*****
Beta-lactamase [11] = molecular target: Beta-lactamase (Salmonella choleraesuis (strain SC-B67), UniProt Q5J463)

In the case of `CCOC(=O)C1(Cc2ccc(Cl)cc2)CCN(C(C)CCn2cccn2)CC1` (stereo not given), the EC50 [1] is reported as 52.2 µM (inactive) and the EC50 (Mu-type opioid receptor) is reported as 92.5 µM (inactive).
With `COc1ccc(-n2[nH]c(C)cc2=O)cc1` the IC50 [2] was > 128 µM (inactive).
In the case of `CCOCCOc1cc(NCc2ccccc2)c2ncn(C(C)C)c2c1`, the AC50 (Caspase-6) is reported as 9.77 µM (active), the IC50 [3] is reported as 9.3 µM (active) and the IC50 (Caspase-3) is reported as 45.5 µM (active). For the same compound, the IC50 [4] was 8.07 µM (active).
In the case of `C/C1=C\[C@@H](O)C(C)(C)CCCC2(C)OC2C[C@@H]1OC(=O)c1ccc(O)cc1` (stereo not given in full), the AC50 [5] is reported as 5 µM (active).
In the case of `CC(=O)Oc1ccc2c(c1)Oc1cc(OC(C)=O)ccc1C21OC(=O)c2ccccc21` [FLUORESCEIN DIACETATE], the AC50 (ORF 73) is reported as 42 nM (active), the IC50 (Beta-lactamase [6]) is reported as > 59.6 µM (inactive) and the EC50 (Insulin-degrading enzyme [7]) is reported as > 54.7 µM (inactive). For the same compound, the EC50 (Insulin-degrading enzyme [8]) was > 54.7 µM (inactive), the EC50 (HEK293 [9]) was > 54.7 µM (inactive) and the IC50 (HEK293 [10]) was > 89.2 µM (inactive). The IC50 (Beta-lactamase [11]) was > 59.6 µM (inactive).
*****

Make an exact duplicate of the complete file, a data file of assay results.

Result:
Beta-lactamase [11] = molecular target: Beta-lactamase (Salmonella choleraesuis (strain SC-B67), UniProt Q5J463)

In the case of `CCOC(=O)C1(Cc2ccc(Cl)cc2)CCN(C(C)CCn2cccn2)CC1` (stereo not given), the EC50 [1] is reported as 52.2 µM (inactive) and the EC50 (Mu-type opioid receptor) is reported as 92.5 µM (inactive).
With `COc1ccc(-n2[nH]c(C)cc2=O)cc1` the IC50 [2] was > 128 µM (inactive).
In the case of `CCOCCOc1cc(NCc2ccccc2)c2ncn(C(C)C)c2c1`, the AC50 (Caspase-6) is reported as 9.77 µM (active), the IC50 [3] is reported as 9.3 µM (active) and the IC50 (Caspase-3) is reported as 45.5 µM (active). For the same compound, the IC50 [4] was 8.07 µM (active).
In the case of `C/C1=C\[C@@H](O)C(C)(C)CCCC2(C)OC2C[C@@H]1OC(=O)c1ccc(O)cc1` (stereo not given in full), the AC50 [5] is reported as 5 µM (active).
In the case of `CC(=O)Oc1ccc2c(c1)Oc1cc(OC(C)=O)ccc1C21OC(=O)c2ccccc21` [FLUORESCEIN DIACETATE], the AC50 (ORF 73) is reported as 42 nM (active), the IC50 (Beta-lactamase [6]) is reported as > 59.6 µM (inactive) and the EC50 (Insulin-degrading enzyme [7]) is reported as > 54.7 µM (inactive). For the same compound, the EC50 (Insulin-degrading enzyme [8]) was > 54.7 µM (inactive), the EC50 (HEK293 [9]) was > 54.7 µM (inactive) and the IC50 (HEK293 [10]) was > 89.2 µM (inactive). The IC50 (Beta-lactamase [11]) was > 59.6 µM (inactive).